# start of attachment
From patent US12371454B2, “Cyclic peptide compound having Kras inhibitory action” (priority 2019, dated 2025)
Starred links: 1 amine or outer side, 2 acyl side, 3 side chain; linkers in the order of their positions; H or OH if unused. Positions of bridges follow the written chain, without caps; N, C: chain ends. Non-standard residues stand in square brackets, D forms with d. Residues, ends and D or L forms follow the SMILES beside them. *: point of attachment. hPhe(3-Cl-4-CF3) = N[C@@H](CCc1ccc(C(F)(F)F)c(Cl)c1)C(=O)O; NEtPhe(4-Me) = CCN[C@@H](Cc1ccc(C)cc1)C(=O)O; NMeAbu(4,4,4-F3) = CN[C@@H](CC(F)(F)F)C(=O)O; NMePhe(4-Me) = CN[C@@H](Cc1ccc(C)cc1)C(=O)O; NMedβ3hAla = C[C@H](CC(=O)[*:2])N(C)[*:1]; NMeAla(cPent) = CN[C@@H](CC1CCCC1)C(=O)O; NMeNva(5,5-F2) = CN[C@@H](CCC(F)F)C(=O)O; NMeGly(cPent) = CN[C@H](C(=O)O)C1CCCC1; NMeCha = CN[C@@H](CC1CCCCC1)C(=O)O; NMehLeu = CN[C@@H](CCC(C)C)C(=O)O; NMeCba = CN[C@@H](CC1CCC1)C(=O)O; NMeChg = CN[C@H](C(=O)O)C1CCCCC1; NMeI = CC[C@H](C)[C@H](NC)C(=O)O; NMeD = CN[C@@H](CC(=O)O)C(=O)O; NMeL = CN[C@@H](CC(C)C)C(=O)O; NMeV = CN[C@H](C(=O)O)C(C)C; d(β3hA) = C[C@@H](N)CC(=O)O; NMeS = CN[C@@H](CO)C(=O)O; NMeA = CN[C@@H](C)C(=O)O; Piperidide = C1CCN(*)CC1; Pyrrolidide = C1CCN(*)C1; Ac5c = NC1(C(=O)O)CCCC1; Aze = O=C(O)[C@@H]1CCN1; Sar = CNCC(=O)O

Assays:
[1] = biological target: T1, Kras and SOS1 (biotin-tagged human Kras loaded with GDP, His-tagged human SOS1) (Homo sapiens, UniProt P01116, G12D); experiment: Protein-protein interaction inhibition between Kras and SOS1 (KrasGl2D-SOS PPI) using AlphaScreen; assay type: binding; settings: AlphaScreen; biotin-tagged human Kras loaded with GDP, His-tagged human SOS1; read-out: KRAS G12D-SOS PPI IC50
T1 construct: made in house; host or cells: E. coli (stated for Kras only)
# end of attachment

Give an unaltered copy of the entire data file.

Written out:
From patent US12371454B2, “Cyclic peptide compound having Kras inhibitory action” (priority 2019, dated 2025)
Starred links: 1 amine or outer side, 2 acyl side, 3 side chain; linkers in the order of their positions; H or OH if unused. Positions of bridges follow the written chain, without caps; N, C: chain ends. Non-standard residues stand in square brackets, D forms with d. Residues, ends and D or L forms follow the SMILES beside them. *: point of attachment. hPhe(3-Cl-4-CF3) = N[C@@H](CCc1ccc(C(F)(F)F)c(Cl)c1)C(=O)O; NEtPhe(4-Me) = CCN[C@@H](Cc1ccc(C)cc1)C(=O)O; NMeAbu(4,4,4-F3) = CN[C@@H](CC(F)(F)F)C(=O)O; NMePhe(4-Me) = CN[C@@H](Cc1ccc(C)cc1)C(=O)O; NMedβ3hAla = C[C@H](CC(=O)[*:2])N(C)[*:1]; NMeAla(cPent) = CN[C@@H](CC1CCCC1)C(=O)O; NMeNva(5,5-F2) = CN[C@@H](CCC(F)F)C(=O)O; NMeGly(cPent) = CN[C@H](C(=O)O)C1CCCC1; NMeCha = CN[C@@H](CC1CCCCC1)C(=O)O; NMehLeu = CN[C@@H](CCC(C)C)C(=O)O; NMeCba = CN[C@@H](CC1CCC1)C(=O)O; NMeChg = CN[C@H](C(=O)O)C1CCCCC1; NMeI = CC[C@H](C)[C@H](NC)C(=O)O; NMeD = CN[C@@H](CC(=O)O)C(=O)O; NMeL = CN[C@@H](CC(C)C)C(=O)O; NMeV = CN[C@H](C(=O)O)C(C)C; d(β3hA) = C[C@@H](N)CC(=O)O; NMeS = CN[C@@H](CO)C(=O)O; NMeA = CN[C@@H](C)C(=O)O; Piperidide = C1CCN(*)CC1; Pyrrolidide = C1CCN(*)C1; Ac5c = NC1(C(=O)O)CCCC1; Aze = O=C(O)[C@@H]1CCN1; Sar = CNCC(=O)O

Assays:
[1] = biological target: T1, Kras and SOS1 (biotin-tagged human Kras loaded with GDP, His-tagged human SOS1) (Homo sapiens, UniProt P01116, G12D); experiment: Protein-protein interaction inhibition between Kras and SOS1 (KrasGl2D-SOS PPI) using AlphaScreen; assay type: binding; settings: AlphaScreen; biotin-tagged human Kras loaded with GDP, His-tagged human SOS1; read-out: KRAS G12D-SOS PPI IC50
T1 construct: made in house; host or cells: E. coli (stated for Kras only)